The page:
After Hanoi we made our way to Hue and Hoi An, all mentioned in the book, and I couldn’t help but recognize the same observations John Wood had made over eight years ago. There were children working in the fields who should have been in school. One young boy joined us on a bike trip, ready and willing to offer any assistance we needed. We chatted to our guide about why he was not in school and he explained that it was expensive and the boy didn’t like it, so instead he followed the tour and asked for money at the end. Our guide, a well educated young man, said that he tries everyday to convince the young boy to go back to school, emphasizing that is the best way for him to ‘get money’ and have a better future. Thankfully, many young people realize this and have seized the opportunity to further their skills and learn however they can. For those that have not reaped the benefits of education, the struggle for existence remains and the cycle of poverty continues.
We tried to book a tour to see some of John’s work in Vietnam and Cambodia, but the school visits had been cancelled. We were a little disappointed as so much of what the girls were doing, as part of their ‘Cousins for Kenya’ work, resembled the work of Room to Read. They too had funded education, donated books for a library, and who knew what was next, maybe a school! Vietnam has been absolutely beautiful and we have loved learning about the culture, meeting so many wonderful people and enjoying the delicious food. Everyday is something new and exciting. Just as we got used to the idea of seeing a refrigerator on a motorcycle, the next thing we saw was a full grown sow inside a basket heading down the road! Nothing shocks us anymore, except for the fact that so many children are missing out on opportunities that could change their lives.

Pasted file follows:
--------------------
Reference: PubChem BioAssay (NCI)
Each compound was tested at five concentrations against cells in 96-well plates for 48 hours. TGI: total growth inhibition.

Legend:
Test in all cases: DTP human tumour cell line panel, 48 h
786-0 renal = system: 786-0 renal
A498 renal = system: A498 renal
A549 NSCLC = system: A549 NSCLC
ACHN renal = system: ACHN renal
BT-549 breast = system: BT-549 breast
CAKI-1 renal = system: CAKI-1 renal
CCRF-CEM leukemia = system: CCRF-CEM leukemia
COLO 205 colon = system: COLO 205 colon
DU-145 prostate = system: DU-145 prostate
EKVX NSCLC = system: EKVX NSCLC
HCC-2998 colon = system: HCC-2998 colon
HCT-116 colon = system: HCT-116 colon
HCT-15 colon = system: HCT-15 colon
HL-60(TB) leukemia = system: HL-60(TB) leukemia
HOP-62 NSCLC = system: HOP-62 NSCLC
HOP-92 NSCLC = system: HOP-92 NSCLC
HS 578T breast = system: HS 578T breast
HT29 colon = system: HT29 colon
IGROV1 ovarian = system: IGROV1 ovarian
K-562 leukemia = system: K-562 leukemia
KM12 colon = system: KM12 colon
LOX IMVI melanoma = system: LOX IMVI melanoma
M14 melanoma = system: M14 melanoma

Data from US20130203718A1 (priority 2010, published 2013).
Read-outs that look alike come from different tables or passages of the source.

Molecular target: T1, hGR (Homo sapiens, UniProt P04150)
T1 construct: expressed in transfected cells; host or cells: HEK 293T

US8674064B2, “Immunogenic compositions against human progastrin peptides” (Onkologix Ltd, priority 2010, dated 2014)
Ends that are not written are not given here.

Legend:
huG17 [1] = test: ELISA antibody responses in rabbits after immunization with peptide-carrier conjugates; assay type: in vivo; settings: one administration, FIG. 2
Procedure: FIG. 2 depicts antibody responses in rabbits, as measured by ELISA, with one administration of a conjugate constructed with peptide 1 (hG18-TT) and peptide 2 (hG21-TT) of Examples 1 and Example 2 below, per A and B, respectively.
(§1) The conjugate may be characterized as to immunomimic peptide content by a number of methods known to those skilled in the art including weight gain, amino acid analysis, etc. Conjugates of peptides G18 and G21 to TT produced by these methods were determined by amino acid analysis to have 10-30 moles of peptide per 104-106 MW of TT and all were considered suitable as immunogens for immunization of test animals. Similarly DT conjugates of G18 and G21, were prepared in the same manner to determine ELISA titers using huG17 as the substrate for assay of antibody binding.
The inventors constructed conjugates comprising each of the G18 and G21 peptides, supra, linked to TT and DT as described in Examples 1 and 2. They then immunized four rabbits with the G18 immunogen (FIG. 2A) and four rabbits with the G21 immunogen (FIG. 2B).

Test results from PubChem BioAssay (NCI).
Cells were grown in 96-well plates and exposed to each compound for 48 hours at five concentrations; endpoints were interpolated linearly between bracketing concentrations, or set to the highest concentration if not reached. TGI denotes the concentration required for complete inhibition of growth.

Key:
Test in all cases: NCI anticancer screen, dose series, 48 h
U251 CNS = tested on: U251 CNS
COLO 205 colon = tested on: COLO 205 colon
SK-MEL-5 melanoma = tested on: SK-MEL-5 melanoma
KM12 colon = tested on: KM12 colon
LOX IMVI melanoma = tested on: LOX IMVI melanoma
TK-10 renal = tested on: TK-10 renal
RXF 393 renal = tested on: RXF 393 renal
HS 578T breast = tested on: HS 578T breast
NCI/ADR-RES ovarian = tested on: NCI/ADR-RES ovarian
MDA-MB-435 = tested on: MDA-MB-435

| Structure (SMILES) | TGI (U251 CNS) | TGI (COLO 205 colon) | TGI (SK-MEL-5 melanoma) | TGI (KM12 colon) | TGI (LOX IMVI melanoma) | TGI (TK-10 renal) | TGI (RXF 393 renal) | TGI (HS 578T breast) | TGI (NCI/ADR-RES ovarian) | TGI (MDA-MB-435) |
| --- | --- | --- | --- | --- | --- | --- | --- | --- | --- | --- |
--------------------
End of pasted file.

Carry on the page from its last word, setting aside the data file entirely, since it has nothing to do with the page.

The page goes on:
|This little one has a mommy who is a pharmacist, and her educational future is bright. I was|
lucky enough to join her for a cup of tea!
I am going to head back to my book now, I need to finish it and pass it on to the girls. It is a good one, but we warned, if you read it, you may be inclined to make a change in your life; reach into your pockets to help a student somewhere in the world or leave your job and live life on a different path. Whatever you choose, make it count and live life to the fullest. We are so lucky, and as John pointed out, that is what is so unfair about some of these developing countries. We were simply lucky enough to be born in a country where education is valued, health care is provided and we can do whatever we set our minds to. So many people have benefited by what John Woods set his mind to doing, and hopefully through his book many more will join in the efforts. He certainly has inspired us to continue our work with the cousins, making a small difference in the world.